One of the joys of following a hundred sports or so is that you’re not stuck dissecting the Super Bowl to the point that it becomes joyless. Instead, we have all this: – Marta signs with Western New York. A WPS shocker. Good news from a media point of view because it means more of us will be paying attention to veteran Rochester reporter Jeff DiVeronica, who jokes on Twitter that Marta will push him up to 1,000 followers. The conventional wisdom would be that Marta would sign with The Club Formerly And Still Partially Known As The Washington Freedom … Continue reading Midweek Myriad: Marta, Nadal, handball, 1260s, etc.
I’m surprised no one within Google’s almighty reach has invented the word “entitleninement.” A couple of generations into the Title IX-fed growth of women’s sports in the USA, we’re still seeing a few patronizing attitudes. The College Sports Council often resorts to disingenuous arguments about the impact of Title IX. Internationally, we see many more opportunities for women in Olympic sports, yet women’s ski jumpers have been kept out of the Olympics with arguments ranging from the condescending to the absurd. Yet the CSC makes a few legitimate points as well, and it takes pains to distinguish its fight to save … Continue reading What it takes to make a pro women’s sport work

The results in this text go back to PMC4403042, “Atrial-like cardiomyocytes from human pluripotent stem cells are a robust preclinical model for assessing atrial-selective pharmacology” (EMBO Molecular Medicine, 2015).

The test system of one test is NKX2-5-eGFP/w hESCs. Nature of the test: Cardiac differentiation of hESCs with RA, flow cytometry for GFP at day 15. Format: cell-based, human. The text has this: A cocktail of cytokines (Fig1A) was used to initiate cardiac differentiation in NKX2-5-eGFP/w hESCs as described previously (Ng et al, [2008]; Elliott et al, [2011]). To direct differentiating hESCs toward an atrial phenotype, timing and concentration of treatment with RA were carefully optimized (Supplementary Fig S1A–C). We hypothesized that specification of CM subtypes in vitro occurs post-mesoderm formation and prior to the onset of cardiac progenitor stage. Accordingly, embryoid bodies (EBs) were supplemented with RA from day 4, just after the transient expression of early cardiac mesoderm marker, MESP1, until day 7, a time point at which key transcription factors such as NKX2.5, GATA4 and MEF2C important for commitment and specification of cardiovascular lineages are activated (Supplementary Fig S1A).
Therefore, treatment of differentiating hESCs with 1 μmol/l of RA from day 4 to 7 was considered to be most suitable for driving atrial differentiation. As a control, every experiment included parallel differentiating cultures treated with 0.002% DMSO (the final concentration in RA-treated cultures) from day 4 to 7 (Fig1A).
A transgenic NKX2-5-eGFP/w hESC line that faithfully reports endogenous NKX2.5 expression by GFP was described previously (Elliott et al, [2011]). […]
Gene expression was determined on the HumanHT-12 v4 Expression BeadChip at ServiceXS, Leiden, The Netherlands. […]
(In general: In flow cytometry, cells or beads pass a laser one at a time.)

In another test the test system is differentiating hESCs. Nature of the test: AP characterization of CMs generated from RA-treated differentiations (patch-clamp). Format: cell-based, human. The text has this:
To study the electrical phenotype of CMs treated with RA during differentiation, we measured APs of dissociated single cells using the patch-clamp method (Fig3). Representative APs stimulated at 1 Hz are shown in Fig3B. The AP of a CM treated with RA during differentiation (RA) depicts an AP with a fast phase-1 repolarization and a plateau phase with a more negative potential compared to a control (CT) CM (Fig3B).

Personal bias alert: Though I tend not to name favorite athletes because I’m a good objective journalist, Lindsey Jacobellis has always been one of my favorites because (A) she’s really good at what she does, (B) I interviewed her before most people knew who she was, (C) she was on my plane to Europe for the 2006 Olympics and (D) she has continued to be successful after being rotated on the spit of short-attention-span American public opinion after losing gold with the board grab late in the medal race in 2006. Here she is winning her third world title and … Continue reading Jacobellis wins another world title
Most Americans love England in some respect. They might be Monty Python or Doctor Who fans. They might think London is lovely. They might admire the country’s love affair with a sport that spreads to four professional leagues and scores of semipro and amateur leagues all wrapped up in a neatly organized pyramid. They might think the English are generally better educated and more reasonable, though that could be a stereotype that fails to account for, say, booing an opponent’s national anthem. What we don’t like the English insistence that, as great-great-grandchildren of the people who wrote soccer’s rules and … Continue reading Beckham and the remnants of condescending England